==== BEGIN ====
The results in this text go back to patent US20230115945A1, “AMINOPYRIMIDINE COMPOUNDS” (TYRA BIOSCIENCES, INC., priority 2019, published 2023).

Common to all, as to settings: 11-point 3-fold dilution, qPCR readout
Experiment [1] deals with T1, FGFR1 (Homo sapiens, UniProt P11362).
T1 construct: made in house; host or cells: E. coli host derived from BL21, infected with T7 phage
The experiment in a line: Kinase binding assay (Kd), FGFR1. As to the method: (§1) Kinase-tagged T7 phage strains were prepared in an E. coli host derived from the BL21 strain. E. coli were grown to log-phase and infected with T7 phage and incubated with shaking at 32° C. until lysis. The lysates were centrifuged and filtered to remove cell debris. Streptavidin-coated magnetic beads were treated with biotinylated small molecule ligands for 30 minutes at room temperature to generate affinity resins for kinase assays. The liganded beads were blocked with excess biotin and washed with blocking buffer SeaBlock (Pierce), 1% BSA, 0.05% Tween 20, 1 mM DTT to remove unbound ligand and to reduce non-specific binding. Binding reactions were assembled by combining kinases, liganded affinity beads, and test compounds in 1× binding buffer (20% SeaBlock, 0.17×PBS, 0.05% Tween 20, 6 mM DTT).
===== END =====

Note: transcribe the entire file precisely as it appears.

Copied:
The results in this text go back to patent US20230115945A1, “AMINOPYRIMIDINE COMPOUNDS” (TYRA BIOSCIENCES, INC., priority 2019, published 2023).

Common to all, as to settings: 11-point 3-fold dilution, qPCR readout
Experiment [1] deals with T1, FGFR1 (Homo sapiens, UniProt P11362).
T1 construct: made in house; host or cells: E. coli host derived from BL21, infected with T7 phage
The experiment in a line: Kinase binding assay (Kd), FGFR1. As to the method: (§1) Kinase-tagged T7 phage strains were prepared in an E. coli host derived from the BL21 strain. E. coli were grown to log-phase and infected with T7 phage and incubated with shaking at 32° C. until lysis. The lysates were centrifuged and filtered to remove cell debris. Streptavidin-coated magnetic beads were treated with biotinylated small molecule ligands for 30 minutes at room temperature to generate affinity resins for kinase assays. The liganded beads were blocked with excess biotin and washed with blocking buffer SeaBlock (Pierce), 1% BSA, 0.05% Tween 20, 1 mM DTT to remove unbound ligand and to reduce non-specific binding. Binding reactions were assembled by combining kinases, liganded affinity beads, and test compounds in 1× binding buffer (20% SeaBlock, 0.17×PBS, 0.05% Tween 20, 6 mM DTT).